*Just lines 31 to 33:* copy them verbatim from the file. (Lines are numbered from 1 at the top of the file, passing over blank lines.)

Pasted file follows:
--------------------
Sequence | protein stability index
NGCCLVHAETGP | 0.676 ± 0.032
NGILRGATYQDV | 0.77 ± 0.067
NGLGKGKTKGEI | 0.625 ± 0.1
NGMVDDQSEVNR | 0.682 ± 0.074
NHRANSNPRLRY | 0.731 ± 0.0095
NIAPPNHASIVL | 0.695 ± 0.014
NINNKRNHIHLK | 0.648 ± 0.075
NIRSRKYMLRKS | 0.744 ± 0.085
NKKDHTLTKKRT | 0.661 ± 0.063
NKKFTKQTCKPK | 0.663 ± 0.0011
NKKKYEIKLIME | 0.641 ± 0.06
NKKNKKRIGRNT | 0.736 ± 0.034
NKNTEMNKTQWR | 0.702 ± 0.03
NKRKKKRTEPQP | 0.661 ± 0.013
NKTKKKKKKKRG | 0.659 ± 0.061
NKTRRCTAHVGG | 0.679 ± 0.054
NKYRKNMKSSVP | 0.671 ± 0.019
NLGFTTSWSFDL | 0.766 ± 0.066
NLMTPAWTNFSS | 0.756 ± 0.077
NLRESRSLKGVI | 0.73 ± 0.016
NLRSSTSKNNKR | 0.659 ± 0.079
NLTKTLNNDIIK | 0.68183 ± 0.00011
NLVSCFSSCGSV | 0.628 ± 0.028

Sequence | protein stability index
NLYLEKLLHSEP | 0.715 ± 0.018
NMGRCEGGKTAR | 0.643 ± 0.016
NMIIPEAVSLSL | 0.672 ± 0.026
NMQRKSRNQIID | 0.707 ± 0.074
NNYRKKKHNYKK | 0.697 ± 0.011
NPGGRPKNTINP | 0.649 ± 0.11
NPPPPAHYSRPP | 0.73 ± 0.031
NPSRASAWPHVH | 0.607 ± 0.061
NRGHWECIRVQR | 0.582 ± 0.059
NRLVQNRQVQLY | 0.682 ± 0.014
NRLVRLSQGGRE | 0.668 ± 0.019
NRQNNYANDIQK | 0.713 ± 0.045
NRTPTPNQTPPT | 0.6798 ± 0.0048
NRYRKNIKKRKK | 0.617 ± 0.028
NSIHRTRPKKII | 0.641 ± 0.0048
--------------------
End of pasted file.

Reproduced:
NPGGRPKNTINP | 0.649 ± 0.11
NPPPPAHYSRPP | 0.73 ± 0.031
NPSRASAWPHVH | 0.607 ± 0.061